The first season of the Manitoba Sports Hall of Fame Podcast concludes with Winnipeg Blue Bombers legend, James Murphy!
Before playing in the CFL, Murphy had an incredible career at Utah State which led to him being drafted by the Minnesota Vikings in 1981. After being cut by the Vikings, Murphy joined the Kansas City Chiefs for the ’81 season where he played kick returner. Despite a solid season, the Chiefs didn’t bring Murphy back for the 1982 campaign. Murphy, who was on the Bombers’ radar for several years, signed with the team prior to the ’83 season.
In his eight seasons with the Blue and Gold, Murphy had 573 receptions for 9036 yards and 61 touchdowns. He is a three-time Grey Cup champion, helping the Bombers win the league title in 1984, 1988 and 1990. In the ’88 Grey Cup, Murphy was named the Most Valuable Offensive Player. However, the best season of Murphy’s career came in 1986 when he was named the CFL’s Most Outstanding Player as he hauled in 116 passes for 1746 yards and 12 touchdowns.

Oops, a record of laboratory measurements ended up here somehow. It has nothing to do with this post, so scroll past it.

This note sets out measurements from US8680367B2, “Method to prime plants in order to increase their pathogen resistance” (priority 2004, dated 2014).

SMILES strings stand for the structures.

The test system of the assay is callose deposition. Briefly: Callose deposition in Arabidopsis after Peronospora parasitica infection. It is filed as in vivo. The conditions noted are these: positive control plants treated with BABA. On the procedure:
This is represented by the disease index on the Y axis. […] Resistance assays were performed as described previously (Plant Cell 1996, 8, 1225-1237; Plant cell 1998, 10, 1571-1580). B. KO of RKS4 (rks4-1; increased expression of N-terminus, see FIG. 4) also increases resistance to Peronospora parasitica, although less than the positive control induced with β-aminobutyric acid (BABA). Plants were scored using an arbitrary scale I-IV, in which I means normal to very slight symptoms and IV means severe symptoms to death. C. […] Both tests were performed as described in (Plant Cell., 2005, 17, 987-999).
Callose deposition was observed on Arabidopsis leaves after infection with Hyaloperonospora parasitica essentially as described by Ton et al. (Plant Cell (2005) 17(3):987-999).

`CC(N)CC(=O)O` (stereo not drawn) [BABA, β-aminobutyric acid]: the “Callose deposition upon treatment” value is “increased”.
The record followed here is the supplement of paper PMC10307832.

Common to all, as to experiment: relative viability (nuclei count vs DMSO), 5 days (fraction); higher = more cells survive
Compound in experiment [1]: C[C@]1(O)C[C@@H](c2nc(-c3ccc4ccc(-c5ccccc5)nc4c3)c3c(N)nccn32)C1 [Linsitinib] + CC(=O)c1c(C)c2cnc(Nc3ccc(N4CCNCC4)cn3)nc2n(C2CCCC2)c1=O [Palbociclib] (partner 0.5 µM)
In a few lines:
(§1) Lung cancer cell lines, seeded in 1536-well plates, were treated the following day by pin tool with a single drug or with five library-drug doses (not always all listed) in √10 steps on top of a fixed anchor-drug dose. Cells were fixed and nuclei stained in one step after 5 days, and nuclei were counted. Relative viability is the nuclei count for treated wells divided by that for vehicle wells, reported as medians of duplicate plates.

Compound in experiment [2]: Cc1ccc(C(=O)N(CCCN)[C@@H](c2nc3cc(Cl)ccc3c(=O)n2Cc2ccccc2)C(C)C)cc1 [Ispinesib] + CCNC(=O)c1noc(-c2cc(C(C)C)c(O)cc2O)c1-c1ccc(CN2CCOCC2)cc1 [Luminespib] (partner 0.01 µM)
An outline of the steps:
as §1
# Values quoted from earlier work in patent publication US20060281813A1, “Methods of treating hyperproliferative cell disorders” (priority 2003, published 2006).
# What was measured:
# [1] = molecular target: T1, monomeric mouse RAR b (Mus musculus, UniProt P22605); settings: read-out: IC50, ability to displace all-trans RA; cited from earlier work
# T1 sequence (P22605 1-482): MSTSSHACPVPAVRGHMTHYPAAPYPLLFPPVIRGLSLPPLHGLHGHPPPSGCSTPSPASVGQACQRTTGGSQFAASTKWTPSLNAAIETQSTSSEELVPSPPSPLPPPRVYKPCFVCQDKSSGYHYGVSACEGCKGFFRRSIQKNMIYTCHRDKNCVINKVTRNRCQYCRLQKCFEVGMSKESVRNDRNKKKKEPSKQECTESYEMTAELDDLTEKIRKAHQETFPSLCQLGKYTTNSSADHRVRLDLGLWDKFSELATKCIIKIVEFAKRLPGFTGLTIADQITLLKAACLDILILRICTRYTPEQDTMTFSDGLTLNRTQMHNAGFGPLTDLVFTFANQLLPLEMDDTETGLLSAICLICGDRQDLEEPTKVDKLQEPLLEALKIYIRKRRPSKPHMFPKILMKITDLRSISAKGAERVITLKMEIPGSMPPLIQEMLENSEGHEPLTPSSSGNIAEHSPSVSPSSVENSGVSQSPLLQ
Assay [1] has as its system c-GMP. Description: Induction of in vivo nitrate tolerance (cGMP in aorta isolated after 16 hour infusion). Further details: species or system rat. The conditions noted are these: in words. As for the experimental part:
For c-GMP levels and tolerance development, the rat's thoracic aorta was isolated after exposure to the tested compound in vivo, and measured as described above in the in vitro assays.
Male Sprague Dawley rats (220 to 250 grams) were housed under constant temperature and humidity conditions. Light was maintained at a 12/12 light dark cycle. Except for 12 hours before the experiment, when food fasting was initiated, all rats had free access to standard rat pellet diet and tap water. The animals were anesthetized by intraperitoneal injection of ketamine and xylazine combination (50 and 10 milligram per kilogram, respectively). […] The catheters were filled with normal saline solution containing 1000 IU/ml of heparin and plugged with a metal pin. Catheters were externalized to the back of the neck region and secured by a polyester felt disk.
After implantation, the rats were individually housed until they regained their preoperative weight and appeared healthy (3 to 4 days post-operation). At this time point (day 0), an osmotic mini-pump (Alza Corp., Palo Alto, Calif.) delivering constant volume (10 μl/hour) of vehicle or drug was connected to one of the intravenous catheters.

On this episode, we talked about growing up in DeLand, Florida idolizing the Miami Dolphins, why he went to Utah State, his time in the NFL with the Vikings and Chiefs, how he ended up in the CFL with the Bombers, expecting to see igloos on his first trip up to Winnipeg, winning the Grey Cup, winning the ’86 Most Outstanding Player Award, why he retired and remained in Winnipeg after hanging up the cleats, comparing his career to Milt Stegall, and much more!
Episode 12 features the greatest baseball player to ever come out of Manitoba, Corey Koskie!
Koskie, who grew up just outside of Anola, is the first Manitoban-born and raised player to play in the MLB. In 1998, he made his big league debut with the Minnesota Twins. He went on to play the next seven seasons in Minnesota — highlighted by an incredible 2001 campaign where he hit 26 homers and drove in 103 runs.
His childhood dream came true in 2005 when he got to play for the Toronto Blues Jays. He played one season in Toronto before being traded to the Milwaukee Brewers. In Milwaukee, Koskie suffered a concussion in July of 2006 that costed him his season and the rest of his career.